Treating a cat with a cold, typically caused by an upper respiratory infection, primarily focuses on alleviating symptoms and supporting the cat's immune system.

Antibiotics may be prescribed to prevent secondary bacterial infections if there is suspicion of a bacterial infection. However, they are ineffective against viruses, often the primary cause of cat colds. Antiviral medications might be used in cases caused by specific viruses, like feline herpesvirus. Always consult your veterinarian before administering any human cold medication or other medications to your cat.

Supportive care is key. This includes ensuring the cat stays hydrated and continues to eat. Appetite can be encouraged by warming food to enhance its aroma. A clean, quiet, and comfortable environment aids recovery. A veterinarian might suggest using a humidifier or taking the cat into a steamy bathroom for nasal congestion.

For more severe cases, supplemental oxygen therapy or nebulization may be necessary. Eye drops or ointments can be employed to address eye infections. Cat owners must follow the vet's instructions closely and keep the cat's living area clean to prevent re-infection. Regular monitoring of the cat's condition is essential, and any worsening of symptoms should prompt immediate veterinary attention.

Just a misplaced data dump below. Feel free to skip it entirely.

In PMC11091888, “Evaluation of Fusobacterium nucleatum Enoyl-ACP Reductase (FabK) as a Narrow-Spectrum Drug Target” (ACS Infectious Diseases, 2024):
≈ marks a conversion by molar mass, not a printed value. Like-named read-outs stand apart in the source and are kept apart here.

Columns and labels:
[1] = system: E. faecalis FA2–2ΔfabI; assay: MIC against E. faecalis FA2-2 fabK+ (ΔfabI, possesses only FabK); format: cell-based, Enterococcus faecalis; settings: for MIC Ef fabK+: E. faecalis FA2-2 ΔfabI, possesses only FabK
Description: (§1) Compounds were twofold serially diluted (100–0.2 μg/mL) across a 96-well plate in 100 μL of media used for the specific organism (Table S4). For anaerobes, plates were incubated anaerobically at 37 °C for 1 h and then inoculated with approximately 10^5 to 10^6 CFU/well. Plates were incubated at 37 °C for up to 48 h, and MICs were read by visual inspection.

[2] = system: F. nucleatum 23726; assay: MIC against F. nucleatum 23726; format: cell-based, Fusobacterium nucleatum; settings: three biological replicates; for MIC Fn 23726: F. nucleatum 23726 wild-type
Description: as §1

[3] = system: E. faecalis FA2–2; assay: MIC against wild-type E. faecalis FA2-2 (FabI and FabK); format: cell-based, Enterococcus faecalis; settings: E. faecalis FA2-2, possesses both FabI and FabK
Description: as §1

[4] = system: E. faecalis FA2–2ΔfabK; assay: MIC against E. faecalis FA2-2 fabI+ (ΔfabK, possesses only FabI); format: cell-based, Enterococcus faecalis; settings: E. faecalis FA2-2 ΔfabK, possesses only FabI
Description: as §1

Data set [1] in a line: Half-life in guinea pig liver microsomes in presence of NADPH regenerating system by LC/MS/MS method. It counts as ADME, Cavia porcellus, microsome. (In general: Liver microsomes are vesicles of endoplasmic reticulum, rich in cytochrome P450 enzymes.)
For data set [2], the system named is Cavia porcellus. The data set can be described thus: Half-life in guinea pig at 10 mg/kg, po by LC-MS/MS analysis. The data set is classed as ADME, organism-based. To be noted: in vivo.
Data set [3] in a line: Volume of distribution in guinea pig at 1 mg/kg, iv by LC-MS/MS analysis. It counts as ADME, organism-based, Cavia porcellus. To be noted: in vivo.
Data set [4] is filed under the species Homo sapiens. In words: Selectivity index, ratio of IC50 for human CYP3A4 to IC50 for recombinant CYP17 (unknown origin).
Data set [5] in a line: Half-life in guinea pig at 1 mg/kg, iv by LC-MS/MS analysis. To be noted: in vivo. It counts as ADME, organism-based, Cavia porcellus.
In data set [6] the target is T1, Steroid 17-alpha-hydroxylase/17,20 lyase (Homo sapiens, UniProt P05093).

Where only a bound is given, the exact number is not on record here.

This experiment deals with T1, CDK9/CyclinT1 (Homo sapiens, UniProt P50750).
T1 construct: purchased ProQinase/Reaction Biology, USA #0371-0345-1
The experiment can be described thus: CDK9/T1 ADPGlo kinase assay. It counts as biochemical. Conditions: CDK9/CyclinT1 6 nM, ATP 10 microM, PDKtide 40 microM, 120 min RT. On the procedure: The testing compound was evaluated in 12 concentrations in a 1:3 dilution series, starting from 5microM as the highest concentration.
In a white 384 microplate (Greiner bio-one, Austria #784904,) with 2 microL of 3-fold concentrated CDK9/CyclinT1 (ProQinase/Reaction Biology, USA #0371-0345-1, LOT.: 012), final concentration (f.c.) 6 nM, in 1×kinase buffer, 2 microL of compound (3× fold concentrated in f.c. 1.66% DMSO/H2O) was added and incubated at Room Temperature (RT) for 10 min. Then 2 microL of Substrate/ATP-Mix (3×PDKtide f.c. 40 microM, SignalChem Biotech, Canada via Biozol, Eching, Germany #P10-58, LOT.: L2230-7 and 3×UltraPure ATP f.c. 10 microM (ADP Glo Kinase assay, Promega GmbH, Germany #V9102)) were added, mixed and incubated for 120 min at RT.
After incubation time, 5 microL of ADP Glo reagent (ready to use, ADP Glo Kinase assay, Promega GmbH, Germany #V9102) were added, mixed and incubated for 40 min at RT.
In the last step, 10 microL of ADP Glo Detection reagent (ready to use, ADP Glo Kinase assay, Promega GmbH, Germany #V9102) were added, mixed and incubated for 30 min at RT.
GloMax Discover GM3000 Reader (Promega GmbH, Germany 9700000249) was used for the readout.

Can cats catch colds from humans?

Cats are susceptible to their own specific types of viruses and bacteria, which are different from those that cause colds in humans. Therefore, a human cold virus is not a risk to a cat. However, it's always good practice to maintain hygiene, like washing hands before handling pets, to avoid spreading other possible infections.

How serious is a cold in a cat?